Fire is a primal thing. It creates innate reactions in people. All over the world, and throughout history, mankind has gathered around fire. Playing with fire in not uncommon. Some create art using fire.
The term "fire arts" covers a wide spectrum of performance, art and effects that have one thing in common: flames. Whether it's a dancer spinning balls of fire on chains ("poi"), artistically carved burn barrels, intricately designed bonfire sculptures, or a propane cannon spouting puffs of flame 20 feet high, it is always captivating -- and it's often controversial.
The local fire scene began at least 10 years ago with a few fire dancers working with poi, burning staffs, and eventually swords, fire ‘fingers' and palm torches. Many were influenced by Burning Man, the artists' gathering in the Nevada desert known for fire art and performance, and centered on a ritual bonfire. With the Humboldt arrival of Don Cain and the Department of Spontaneous Combustion (DSC) about eight years ago, local fire toys morphed into something bigger and much more impressive.
Don was making toys for dancers and roped in Scott "Scotty C" Cocking. When they grew tired of making poi, they started building bigger toys: fire cannons carefully engineered to be controllable, safe, and most of all, extremely impressive. Your basic fire cannon is fueled by propane. The flammable gas is gathered in a collection chamber and released rapidly over a small pilot light that ignites the fuel in a large puff of flame, hence the nickname ‘puffers,' as recently seen on kinetic sculptures such as Duane Flatmo's fire-breathing dragon.
One of the first, and only, outlets for fire arts in Humboldt County was Inferknow, an ad hoc group that held private events on private property in Fieldbrook. (Disclaimer: This writer helped manage Inferknow volunteers and operations.) These events featured fire dance troupes like the still active Humboldt Spin Collective, as well as beautifully carved burn barrels, DSC puffers and artistic bonfires. The events stopped several years ago when Inferknow took a break to pursue legitimate permits for the events and, in the process, ran into resistance from the community and insurmountable mountains of red tape.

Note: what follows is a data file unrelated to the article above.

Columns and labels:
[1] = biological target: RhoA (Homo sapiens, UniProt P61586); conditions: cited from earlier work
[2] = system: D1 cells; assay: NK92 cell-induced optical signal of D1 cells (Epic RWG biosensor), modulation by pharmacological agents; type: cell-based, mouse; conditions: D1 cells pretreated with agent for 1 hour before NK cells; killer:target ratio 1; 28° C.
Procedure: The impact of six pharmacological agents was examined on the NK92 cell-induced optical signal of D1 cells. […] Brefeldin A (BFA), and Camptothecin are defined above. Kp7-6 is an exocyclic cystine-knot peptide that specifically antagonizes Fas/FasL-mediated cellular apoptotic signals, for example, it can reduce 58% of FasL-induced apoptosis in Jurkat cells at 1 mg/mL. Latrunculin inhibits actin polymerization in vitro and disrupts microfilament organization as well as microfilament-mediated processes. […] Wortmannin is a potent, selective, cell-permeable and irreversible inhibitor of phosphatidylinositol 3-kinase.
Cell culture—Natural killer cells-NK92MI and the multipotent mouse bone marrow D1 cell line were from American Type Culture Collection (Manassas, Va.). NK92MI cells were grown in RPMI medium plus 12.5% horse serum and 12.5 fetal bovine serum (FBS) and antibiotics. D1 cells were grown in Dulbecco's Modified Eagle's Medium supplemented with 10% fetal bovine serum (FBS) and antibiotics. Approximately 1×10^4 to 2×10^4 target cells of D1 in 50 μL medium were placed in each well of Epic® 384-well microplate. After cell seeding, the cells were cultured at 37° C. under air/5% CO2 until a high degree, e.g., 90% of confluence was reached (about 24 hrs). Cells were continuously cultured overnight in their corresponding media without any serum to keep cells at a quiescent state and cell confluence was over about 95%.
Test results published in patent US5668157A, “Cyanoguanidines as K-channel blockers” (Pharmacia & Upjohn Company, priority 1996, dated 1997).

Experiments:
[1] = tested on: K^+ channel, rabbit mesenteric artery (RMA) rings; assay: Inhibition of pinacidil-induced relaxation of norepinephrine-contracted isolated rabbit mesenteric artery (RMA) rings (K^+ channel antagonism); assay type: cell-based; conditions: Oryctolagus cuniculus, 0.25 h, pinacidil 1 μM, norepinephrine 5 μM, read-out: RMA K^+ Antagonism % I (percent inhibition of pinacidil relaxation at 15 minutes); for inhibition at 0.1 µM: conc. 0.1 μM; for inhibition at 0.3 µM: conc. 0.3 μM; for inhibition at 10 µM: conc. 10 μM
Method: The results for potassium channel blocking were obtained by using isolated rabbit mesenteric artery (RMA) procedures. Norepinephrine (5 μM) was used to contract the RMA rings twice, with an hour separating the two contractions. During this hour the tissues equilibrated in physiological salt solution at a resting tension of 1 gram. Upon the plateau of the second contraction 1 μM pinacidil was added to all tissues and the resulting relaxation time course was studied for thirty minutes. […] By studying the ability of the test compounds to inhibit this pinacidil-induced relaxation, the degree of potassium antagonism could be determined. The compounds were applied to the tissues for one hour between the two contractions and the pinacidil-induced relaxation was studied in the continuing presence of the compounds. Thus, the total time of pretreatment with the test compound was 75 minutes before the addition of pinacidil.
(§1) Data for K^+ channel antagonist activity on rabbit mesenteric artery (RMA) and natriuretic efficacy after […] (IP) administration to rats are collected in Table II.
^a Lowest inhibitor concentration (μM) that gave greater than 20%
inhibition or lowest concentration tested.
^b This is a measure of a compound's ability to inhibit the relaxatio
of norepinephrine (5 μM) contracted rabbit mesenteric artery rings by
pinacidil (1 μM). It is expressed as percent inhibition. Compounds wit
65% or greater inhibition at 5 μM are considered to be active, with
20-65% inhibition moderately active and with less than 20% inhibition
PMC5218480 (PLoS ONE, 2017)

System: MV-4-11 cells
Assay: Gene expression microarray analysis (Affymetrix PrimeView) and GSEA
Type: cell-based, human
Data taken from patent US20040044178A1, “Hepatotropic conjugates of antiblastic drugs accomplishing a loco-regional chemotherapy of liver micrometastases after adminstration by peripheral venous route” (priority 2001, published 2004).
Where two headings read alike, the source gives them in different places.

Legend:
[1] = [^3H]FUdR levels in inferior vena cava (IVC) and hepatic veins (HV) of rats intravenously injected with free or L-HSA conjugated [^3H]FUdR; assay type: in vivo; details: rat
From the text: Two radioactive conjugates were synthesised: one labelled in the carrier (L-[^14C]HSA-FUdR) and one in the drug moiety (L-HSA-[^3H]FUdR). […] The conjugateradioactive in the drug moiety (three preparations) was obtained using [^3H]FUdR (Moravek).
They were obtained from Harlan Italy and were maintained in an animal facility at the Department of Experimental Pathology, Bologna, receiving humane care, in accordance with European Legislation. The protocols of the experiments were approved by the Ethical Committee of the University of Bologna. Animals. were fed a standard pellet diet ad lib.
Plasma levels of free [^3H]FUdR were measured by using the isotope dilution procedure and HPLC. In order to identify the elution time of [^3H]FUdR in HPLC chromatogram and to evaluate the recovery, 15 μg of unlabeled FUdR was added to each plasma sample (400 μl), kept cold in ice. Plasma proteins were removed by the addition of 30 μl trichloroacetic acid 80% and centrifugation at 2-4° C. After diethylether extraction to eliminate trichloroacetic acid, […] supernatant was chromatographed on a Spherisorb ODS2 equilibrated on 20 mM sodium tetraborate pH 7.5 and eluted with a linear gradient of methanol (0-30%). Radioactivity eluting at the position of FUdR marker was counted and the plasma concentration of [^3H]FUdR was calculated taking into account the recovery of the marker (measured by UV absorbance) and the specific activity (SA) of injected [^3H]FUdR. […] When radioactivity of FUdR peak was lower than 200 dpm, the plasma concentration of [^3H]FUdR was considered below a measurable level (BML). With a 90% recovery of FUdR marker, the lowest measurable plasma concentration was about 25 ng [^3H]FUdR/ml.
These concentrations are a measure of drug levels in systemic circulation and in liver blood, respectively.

There's that controversial part. As Mystikque Violet Madrone, a fire dancer for Nightshade Serenade put it, "I am constantly having to tell people I'm a fire artist, not an arsonist."
Those who play with fire invariably talk at length about the extremes they go to making sure their art is safe. Mark Switzer of Mischief Lab says, "We want it to be safe. We don't want to hurt anyone or anything." And as the ones handling fie and operating the pieces, they are well aware that the most likely injuries would be their own.
Off-duty firefighters were on hand at Inferknow events and strict rules were followed: The entire area around any sculpture was thoroughly doused with water before anything was set aflame, and a safety perimeter was established of twice the sculpture's height (a standard set by Burning Man where very, very big things are burned).
"It captivates people," says Switzer, "fire is a medium that crosses all boundaries." But it also scares people. The first groups attempting to get permits to use fire cannons for art events in Arcata and Eureka were turned down. Only simple propane sculptures, which emitted a low, steady flame, were approved in Arcata -- as "lighting/heating" devices -- as of five years ago.
DSC has since left the area, but Mischief Lab picked up the torch and is blazing new trails. Not only have they been permitted to use puffers in Arcata, Trinidad, Garberville and at Fortuna's Safe and Sober graduation event, they've now been commissioned to provide the city of Arcata's 4th of July show in lieu of fireworks.